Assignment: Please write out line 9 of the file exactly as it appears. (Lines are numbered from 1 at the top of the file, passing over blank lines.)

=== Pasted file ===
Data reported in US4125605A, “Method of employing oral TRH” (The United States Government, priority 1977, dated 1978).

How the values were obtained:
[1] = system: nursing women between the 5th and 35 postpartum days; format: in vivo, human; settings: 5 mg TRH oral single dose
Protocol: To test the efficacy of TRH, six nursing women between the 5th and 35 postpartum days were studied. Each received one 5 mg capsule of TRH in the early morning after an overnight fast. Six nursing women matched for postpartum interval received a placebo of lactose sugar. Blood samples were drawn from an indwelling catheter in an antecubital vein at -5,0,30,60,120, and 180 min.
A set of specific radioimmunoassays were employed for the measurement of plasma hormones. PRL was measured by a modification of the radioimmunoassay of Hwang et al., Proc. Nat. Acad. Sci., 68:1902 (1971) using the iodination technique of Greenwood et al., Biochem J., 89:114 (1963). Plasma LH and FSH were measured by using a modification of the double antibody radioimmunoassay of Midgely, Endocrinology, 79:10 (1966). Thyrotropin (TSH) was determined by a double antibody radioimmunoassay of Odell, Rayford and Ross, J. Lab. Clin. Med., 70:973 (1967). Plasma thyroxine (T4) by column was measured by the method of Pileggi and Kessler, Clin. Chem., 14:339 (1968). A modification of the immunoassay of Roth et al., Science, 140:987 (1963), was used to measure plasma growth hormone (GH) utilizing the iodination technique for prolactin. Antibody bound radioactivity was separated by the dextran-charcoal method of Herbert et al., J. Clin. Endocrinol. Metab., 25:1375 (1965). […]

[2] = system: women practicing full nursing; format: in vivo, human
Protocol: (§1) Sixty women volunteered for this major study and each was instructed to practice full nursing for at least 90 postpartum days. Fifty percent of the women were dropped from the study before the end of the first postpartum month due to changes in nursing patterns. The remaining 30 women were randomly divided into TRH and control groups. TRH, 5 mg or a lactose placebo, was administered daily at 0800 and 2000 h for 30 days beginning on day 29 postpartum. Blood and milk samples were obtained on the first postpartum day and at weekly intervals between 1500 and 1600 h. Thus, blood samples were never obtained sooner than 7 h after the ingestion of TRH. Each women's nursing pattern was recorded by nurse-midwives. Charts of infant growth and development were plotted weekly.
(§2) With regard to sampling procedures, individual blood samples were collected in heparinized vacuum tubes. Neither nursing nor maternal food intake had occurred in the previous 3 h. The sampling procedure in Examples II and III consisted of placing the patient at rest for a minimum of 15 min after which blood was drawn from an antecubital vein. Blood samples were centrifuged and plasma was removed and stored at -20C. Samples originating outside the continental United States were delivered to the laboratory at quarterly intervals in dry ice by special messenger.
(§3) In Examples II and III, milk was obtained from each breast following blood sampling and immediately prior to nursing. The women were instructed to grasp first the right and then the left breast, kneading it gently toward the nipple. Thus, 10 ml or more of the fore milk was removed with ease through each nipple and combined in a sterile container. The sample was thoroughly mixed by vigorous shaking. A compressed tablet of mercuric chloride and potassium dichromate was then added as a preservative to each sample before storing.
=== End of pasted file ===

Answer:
(§3) In Examples II and III, milk was obtained from each breast following blood sampling and immediately prior to nursing. The women were instructed to grasp first the right and then the left breast, kneading it gently toward the nipple. Thus, 10 ml or more of the fore milk was removed with ease through each nipple and combined in a sterile container. The sample was thoroughly mixed by vigorous shaking. A compressed tablet of mercuric chloride and potassium dichromate was then added as a preservative to each sample before storing.